When Oprah Met Cormac
He's no Salinger.
Did you catch the Onion-quality headline under which the New York Times ran a Celia Dugger story on Bono's debt-relief advocacy? May 15, 2007: "Rock Star Still Hasn't Found the African Aid He's Looking For." Yeah, well, Bono put on his Bono specs and went on The Oprah Winfrey Show yesterday to speak with America's eternal angel. He followed Michael Moore, who had donned a pair of eyeglasses perhaps a touch too narrow for his face to promote Sicko, his forthcoming indictment of the U.S. health-care system. But these two slick activists were the mere undercard for the media naif at the centerpiece of the episode, Cormac McCarthy.
Did you know that McCarthy—whose most recent novel, The Road, is Oprah's most recent book-club selection—had never done TV before? Oprah did, as evidenced by her proud boasts that she had scored "an interview that people thought would be impossible to get" and "his first television interview ever" and, my favorite, "his first television interview ev-ah!" The segment promised to be a bit like a prophet coming down from the mountain and a bit like Bill Gray, the literary recluse in Don DeLillo's Mao II, consenting to have his soul snatched by that Swedish photographer. In fact, it was a bit like your shy-ish grandpa acting gracious with the whippersnappers at a birthday brunch and a bit like Dylan coming out of hiding after his alleged motorcycle crash: He, too, must move units.
Oprah played an embarrassing short film inspired by the novel (about a father-son trek through the post-apocalypse) that even featured shots of singed pages of its text—a sight that called to mind the elementary-school assignment in which you reproduce the, like, Magna Carta on typing paper and steep the sheet in tea and have your mom take a kitchen match to its edges. Then the proper interview began. It proved to be absurd, of course, but not quite so much as one might hope. Oprah wore a sky-blue V-neck and lipstick of a fuchsia shade perhaps deliberately de trop. One rather hoped that her guest—the maestro of high-literary horse operas and a man whose last really good book was Blood Meridian—would show up for their Santa Fe rendezvous looking like so much tumbleweed. Instead, he resembled J. Peterman's idea of a wise ol' ranch hand: bright blue work shirt, handsome chinos, and boots that I don't think I can afford. Cormac—may I call you Cormac, now?—slumped tolerantly in his deep leather chair, hand on head.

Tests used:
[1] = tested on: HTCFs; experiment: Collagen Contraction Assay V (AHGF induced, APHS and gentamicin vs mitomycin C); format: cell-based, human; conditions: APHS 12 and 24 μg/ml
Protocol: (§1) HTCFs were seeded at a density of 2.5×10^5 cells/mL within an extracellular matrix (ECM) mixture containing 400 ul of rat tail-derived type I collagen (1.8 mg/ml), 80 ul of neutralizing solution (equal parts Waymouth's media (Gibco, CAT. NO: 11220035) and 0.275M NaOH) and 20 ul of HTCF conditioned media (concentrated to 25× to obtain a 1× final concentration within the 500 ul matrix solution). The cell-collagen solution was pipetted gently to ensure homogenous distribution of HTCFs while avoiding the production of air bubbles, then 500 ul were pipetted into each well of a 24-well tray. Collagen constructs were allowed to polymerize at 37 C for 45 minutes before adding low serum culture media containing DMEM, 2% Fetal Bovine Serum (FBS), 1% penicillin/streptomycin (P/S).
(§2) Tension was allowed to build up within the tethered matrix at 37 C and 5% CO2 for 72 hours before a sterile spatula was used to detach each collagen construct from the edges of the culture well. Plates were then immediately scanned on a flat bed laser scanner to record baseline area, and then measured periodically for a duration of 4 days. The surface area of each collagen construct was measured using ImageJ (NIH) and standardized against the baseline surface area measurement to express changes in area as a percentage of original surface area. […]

Oprah asked questions, many of them not stupid, and she slipped into her pretentious Jessye Norman intonation when reminding her audience that the book had won the Pulitzer Prize. Stay-at-home moms from Roxbury to La Jolla doubtlessly went gaga for this; others of us were simply happy to be reminded of a fine line by William Gass: "The Pulitzer Prize in fiction takes dead aim at mediocrity and almost never misses."
Cormac crinkled and twinkled—avuncular, patient, not entirely unsassy. He spilled forth the twang and soft grit of his voice in a seducer's hush you wanted to lean into. If he ever abandons his skepticism about pursuing publicity—"I don't think it's good for your head," he told Oprah—he'd be a natural on CBS Sunday Morning. The byplay was flirty enough to put you in mind of those moments that pass, every evening around 7, over book-party chardonnay or publishing-course sherry: The gray eminence delivers patient answers to a dewy literary bud as if her questions—Do you write every day? Or just when inspiration strikes?—had never before nuzzled his hairy ears. She smiles understandingly and waits for a chance to call him out for blushing. "What do you want us to get from this book?" Oprah asked Cormac. "You should be thankful for what you have," he said, causing me to wonder if a collaboration with Mitch Albom is coming down the pike.
What do Bono and Michael Moore and Cormac McCarthy have in common in this context? Have they materialized in our family rooms so that we can do our part—for Africa, for health care, for Lit-ra-chur—without giving a dime or breaking a sweat? If Jerome David Salinger descended from his own private ashram in New Hampshire to greet Oprah with a hug, would she waste our time by asking questions about "identifying" with Franny Glass? What does she want us to get from this show?
Troy Patterson is Slate's television critic.
Photograph of Oprah Winfrey by George Burns/AP Photo/Harpo Productions.